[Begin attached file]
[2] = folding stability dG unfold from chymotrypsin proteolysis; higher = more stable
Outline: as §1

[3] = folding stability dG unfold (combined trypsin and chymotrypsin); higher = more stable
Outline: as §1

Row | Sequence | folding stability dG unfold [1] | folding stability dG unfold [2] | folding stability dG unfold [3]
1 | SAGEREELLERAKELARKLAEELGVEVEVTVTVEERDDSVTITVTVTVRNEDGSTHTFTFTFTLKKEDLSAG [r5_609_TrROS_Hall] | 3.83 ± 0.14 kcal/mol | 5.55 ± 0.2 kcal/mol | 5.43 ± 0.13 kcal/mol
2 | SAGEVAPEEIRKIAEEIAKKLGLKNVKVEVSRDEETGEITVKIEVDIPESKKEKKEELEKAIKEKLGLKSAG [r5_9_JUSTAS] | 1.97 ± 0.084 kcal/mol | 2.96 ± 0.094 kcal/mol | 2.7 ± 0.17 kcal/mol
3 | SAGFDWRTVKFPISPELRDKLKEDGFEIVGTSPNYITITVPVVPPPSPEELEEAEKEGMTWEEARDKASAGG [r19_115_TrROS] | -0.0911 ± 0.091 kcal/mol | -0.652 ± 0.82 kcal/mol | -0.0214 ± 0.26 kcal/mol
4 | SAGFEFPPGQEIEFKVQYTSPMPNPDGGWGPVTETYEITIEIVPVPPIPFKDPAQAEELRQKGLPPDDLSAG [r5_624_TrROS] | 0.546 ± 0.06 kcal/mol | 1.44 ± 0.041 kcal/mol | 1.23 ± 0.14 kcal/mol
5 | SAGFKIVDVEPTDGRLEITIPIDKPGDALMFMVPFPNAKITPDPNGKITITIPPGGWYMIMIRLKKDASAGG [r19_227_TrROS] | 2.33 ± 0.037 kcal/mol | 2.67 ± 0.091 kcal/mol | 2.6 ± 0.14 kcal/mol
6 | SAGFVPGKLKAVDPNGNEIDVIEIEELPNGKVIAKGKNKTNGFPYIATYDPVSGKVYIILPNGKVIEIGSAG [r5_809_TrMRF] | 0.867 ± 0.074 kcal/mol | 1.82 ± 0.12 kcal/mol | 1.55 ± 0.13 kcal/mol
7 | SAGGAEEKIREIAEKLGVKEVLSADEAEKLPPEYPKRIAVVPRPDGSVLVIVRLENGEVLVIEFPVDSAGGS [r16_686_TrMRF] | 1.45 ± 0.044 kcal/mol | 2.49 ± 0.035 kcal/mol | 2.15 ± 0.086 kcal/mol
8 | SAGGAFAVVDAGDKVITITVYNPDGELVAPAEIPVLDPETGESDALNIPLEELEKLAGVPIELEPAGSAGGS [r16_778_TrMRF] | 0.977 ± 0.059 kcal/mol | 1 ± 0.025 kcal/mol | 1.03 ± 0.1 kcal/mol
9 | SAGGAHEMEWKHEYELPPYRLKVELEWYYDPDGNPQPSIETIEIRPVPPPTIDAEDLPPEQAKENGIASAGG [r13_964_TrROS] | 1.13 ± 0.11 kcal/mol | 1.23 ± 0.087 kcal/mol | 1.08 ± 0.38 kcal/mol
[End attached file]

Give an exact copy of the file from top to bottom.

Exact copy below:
[2] = folding stability dG unfold from chymotrypsin proteolysis; higher = more stable
Outline: as §1

[3] = folding stability dG unfold (combined trypsin and chymotrypsin); higher = more stable
Outline: as §1

Row | Sequence | folding stability dG unfold [1] | folding stability dG unfold [2] | folding stability dG unfold [3]
1 | SAGEREELLERAKELARKLAEELGVEVEVTVTVEERDDSVTITVTVTVRNEDGSTHTFTFTFTLKKEDLSAG [r5_609_TrROS_Hall] | 3.83 ± 0.14 kcal/mol | 5.55 ± 0.2 kcal/mol | 5.43 ± 0.13 kcal/mol
2 | SAGEVAPEEIRKIAEEIAKKLGLKNVKVEVSRDEETGEITVKIEVDIPESKKEKKEELEKAIKEKLGLKSAG [r5_9_JUSTAS] | 1.97 ± 0.084 kcal/mol | 2.96 ± 0.094 kcal/mol | 2.7 ± 0.17 kcal/mol
3 | SAGFDWRTVKFPISPELRDKLKEDGFEIVGTSPNYITITVPVVPPPSPEELEEAEKEGMTWEEARDKASAGG [r19_115_TrROS] | -0.0911 ± 0.091 kcal/mol | -0.652 ± 0.82 kcal/mol | -0.0214 ± 0.26 kcal/mol
4 | SAGFEFPPGQEIEFKVQYTSPMPNPDGGWGPVTETYEITIEIVPVPPIPFKDPAQAEELRQKGLPPDDLSAG [r5_624_TrROS] | 0.546 ± 0.06 kcal/mol | 1.44 ± 0.041 kcal/mol | 1.23 ± 0.14 kcal/mol
5 | SAGFKIVDVEPTDGRLEITIPIDKPGDALMFMVPFPNAKITPDPNGKITITIPPGGWYMIMIRLKKDASAGG [r19_227_TrROS] | 2.33 ± 0.037 kcal/mol | 2.67 ± 0.091 kcal/mol | 2.6 ± 0.14 kcal/mol
6 | SAGFVPGKLKAVDPNGNEIDVIEIEELPNGKVIAKGKNKTNGFPYIATYDPVSGKVYIILPNGKVIEIGSAG [r5_809_TrMRF] | 0.867 ± 0.074 kcal/mol | 1.82 ± 0.12 kcal/mol | 1.55 ± 0.13 kcal/mol
7 | SAGGAEEKIREIAEKLGVKEVLSADEAEKLPPEYPKRIAVVPRPDGSVLVIVRLENGEVLVIEFPVDSAGGS [r16_686_TrMRF] | 1.45 ± 0.044 kcal/mol | 2.49 ± 0.035 kcal/mol | 2.15 ± 0.086 kcal/mol
8 | SAGGAFAVVDAGDKVITITVYNPDGELVAPAEIPVLDPETGESDALNIPLEELEKLAGVPIELEPAGSAGGS [r16_778_TrMRF] | 0.977 ± 0.059 kcal/mol | 1 ± 0.025 kcal/mol | 1.03 ± 0.1 kcal/mol
9 | SAGGAHEMEWKHEYELPPYRLKVELEWYYDPDGNPQPSIETIEIRPVPPPTIDAEDLPPEQAKENGIASAGG [r13_964_TrROS] | 1.13 ± 0.11 kcal/mol | 1.23 ± 0.087 kcal/mol | 1.08 ± 0.38 kcal/mol